50 years after Explorer 1

50 years after Explorer 1

50 years after Explorer 1

Bad Astronomy
The entire universe in blog form
Jan. 31 2008 9:00 AM

50 years after Explorer 1

Today marks the 50th anniversary of the launch of America's first satellite, Explorer 1.

This was a response to Sputnik, launched by Soviets a few months before. The whole story is actually a bit complicated (Clavius.org has a nice synopsis, and AstroProf has more too); but ironically the Americans could have had the first satellite in orbit had they not been reluctant to use a rocket built for the Army and based on German technology.

Phil Plait Phil Plait

Phil Plait writes Slate’s Bad Astronomy blog and is an astronomer, public speaker, science evangelizer, and author of Death From the Skies!  

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Explorer 1 was equipped with an X-ray detector that was basically a fancy Geiger counter. Built by a team led by James van Allen, it was lofted up to see what the radiation environment of space was. The team was astonished to discover that near-Earth space was tremendously radioactive; their detector saturated.

And thus the basis of the Moon Hoax was born.

Too bad; if the hoax believers had some basic science education they'd understand the problem. What Explorer 1 discovered were the van Allen radiation belts: regions around the Earth where the magnetic field of our planet has captured subatomic particles. Moving at high speed, when these slam into the metal walls of a satellite they are decelerated. This process produces X-rays (called Bremsstrahlung -- German for "braking" -- radiation), and that's what the Explorer 1 detector detected. Moon hoaxers get terribly confused about this, saying there are deadly X-rays in space. They're wrong: the X-rays are a by-product of the subatomic particles screeching to a halt inside metal. Unless the Sun is flaring, there is very little X-radiation in near-Earth orbit. It's the subatomic particles that are dangerous, but they can be stopped by various substances like glass and insulation without creating X-rays.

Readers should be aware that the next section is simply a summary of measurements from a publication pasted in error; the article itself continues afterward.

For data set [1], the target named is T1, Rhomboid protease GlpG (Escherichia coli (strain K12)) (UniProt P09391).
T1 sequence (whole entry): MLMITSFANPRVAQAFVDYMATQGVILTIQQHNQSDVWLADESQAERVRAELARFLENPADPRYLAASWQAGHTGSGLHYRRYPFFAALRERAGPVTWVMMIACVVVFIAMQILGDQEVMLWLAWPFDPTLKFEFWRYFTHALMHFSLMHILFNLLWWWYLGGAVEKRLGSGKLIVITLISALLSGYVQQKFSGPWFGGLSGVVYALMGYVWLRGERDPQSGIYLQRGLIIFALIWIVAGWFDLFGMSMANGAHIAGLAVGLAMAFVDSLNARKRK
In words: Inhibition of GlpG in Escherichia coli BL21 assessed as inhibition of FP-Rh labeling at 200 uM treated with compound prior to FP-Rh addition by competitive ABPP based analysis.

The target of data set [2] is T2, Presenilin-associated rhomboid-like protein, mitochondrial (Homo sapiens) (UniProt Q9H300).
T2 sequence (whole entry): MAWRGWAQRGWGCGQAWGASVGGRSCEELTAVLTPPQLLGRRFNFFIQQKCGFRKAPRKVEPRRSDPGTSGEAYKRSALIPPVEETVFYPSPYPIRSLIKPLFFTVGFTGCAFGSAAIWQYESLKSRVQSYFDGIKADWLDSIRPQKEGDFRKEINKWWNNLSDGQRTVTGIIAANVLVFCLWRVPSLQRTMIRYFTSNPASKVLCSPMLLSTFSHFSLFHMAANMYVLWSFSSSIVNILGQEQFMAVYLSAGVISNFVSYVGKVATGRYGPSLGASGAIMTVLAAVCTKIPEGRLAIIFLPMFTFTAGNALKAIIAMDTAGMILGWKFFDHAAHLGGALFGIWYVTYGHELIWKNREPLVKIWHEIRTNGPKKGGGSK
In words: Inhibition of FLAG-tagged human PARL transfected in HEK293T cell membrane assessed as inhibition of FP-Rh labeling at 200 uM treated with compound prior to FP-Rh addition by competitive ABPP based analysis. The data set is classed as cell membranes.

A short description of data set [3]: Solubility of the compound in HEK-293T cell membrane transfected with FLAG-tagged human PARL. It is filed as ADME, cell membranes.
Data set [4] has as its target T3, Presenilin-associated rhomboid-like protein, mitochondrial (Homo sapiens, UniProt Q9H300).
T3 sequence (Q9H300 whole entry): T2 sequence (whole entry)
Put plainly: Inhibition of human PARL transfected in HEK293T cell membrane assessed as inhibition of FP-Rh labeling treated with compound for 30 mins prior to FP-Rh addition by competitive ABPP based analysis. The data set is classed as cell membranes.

Try explaining that the hoax believers. You might as well speak in Klingon to them.

Anyway, Explorer 1 was a fantastic achievement. Not only was it the US's first satellite, it also broke through a new frontier in science. We learned that the Earth's magnetic field has ramifications for space flight, and eventually led to a better understanding of how we are coupled with our nearest star, the Sun.

Mind you, these guys had no clue what they'd find. That's why they put the X-ray detector in Explorer 1 in the first place! And look what happened.

I salute the pioneers of the space age, and of the space science age. We owe you folks a lot.